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Recently, I was studying the subtypes of Azheimer's disease, and learned that there are four major subtypes of it [1], and the categorization is mainly based on where the atrophy happens (if I understand correctly), e.g. A seminal study investigated 889 brain autopsies and identified 3 AD subtypes based on the distribution of neurofibrillary tangles (NFT),

  • typical AD, with balanced NFT counts in the hippocampus and association cortex;

  • limbic-predominant AD, with counts predominantly in hippocampus;

  • hippocampal-sparing AD, with counts predominantly in the association cortex

What puzzles me is that whether there is any evidence that this way of categorization is objective in the nature of the disease or it is only subjective categorization because we want to have some subtypes of the disease. For example, what if we have the counts predominantly in the association cortex and intermediately in the hippocampus? It sounds like a possible situation, and could be qualified vaguely as typical AD or hippocampal-sparing AD.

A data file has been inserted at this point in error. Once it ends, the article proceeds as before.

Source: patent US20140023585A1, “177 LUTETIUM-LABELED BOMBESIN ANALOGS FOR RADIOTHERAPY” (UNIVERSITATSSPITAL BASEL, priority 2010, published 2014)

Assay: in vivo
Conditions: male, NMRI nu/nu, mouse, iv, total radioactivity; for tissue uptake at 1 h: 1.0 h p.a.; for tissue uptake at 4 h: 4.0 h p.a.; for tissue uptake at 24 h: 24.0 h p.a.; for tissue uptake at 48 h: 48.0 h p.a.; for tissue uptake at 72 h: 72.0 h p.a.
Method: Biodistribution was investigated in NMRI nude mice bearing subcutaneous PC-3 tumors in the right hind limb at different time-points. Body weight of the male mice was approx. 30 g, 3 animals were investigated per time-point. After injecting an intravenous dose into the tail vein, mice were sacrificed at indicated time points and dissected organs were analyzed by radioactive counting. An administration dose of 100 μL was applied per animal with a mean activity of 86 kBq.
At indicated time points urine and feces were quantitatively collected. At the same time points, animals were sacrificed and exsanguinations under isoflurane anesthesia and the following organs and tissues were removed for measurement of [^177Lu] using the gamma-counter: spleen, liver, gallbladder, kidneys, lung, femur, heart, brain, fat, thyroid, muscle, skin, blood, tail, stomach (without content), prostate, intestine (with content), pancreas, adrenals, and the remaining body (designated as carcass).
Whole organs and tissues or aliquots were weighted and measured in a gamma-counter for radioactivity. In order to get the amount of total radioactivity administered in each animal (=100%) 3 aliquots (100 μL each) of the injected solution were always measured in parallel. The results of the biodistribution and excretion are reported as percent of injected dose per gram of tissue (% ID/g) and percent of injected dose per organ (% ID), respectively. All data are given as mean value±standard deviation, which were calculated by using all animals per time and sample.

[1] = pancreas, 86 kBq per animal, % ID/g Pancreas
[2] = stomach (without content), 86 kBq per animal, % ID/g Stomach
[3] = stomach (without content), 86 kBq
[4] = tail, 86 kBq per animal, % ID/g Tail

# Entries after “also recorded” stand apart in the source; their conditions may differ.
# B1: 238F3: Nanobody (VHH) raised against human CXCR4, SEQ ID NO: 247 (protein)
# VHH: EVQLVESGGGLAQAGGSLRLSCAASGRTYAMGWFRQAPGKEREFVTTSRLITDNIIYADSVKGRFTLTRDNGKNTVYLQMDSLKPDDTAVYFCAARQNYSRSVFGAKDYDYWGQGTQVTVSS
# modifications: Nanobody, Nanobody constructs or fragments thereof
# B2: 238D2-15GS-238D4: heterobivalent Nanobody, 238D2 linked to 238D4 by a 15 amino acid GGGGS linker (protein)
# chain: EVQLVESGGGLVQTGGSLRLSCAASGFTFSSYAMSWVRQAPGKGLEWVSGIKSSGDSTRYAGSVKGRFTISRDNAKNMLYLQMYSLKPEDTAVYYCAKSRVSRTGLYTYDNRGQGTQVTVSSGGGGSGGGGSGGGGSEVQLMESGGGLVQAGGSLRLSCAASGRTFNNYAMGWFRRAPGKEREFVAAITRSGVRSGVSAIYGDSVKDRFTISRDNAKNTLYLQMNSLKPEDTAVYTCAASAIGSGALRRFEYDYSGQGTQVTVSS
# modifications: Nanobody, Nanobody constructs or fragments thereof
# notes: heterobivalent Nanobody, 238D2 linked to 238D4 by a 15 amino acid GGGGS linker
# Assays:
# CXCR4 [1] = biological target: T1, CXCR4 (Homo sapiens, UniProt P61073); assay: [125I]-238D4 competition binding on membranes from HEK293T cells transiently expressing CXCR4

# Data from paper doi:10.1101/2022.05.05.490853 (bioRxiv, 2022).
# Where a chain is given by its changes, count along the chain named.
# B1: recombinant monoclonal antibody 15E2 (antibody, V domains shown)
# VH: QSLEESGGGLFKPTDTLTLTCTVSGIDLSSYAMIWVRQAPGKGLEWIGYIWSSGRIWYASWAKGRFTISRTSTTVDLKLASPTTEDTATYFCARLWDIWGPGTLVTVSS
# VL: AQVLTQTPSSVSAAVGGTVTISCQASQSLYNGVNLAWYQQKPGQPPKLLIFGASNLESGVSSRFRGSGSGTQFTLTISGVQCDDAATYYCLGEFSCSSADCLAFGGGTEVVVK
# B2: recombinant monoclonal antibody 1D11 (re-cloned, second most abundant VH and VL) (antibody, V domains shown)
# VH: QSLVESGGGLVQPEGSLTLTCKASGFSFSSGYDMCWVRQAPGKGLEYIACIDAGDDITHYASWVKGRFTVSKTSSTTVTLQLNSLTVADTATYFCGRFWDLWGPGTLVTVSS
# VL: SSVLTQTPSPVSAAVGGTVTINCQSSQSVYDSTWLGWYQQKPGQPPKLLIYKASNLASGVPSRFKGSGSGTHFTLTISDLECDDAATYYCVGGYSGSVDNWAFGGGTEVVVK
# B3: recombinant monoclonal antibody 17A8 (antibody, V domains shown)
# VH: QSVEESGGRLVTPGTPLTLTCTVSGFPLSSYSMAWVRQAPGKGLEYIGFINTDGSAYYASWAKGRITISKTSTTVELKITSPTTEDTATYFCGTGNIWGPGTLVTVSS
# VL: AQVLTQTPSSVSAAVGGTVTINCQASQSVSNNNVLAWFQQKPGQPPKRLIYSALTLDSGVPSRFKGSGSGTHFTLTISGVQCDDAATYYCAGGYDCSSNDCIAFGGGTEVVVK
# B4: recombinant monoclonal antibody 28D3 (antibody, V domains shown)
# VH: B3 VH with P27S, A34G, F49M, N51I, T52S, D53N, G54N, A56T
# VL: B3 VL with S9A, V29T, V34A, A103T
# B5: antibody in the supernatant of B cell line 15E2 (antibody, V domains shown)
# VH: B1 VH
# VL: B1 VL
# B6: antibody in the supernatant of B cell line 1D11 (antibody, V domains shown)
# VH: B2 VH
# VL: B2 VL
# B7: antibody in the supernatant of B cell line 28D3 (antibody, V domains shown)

So, while subtyping is surly important to understand the disease, is there any evidence that the current subtyping of three of four subtypes can be better fine-grained? And what are the challenges that stop us from looking deeper?

[1] Biological subtypes of Alzheimer disease A systematic review and meta-analysis

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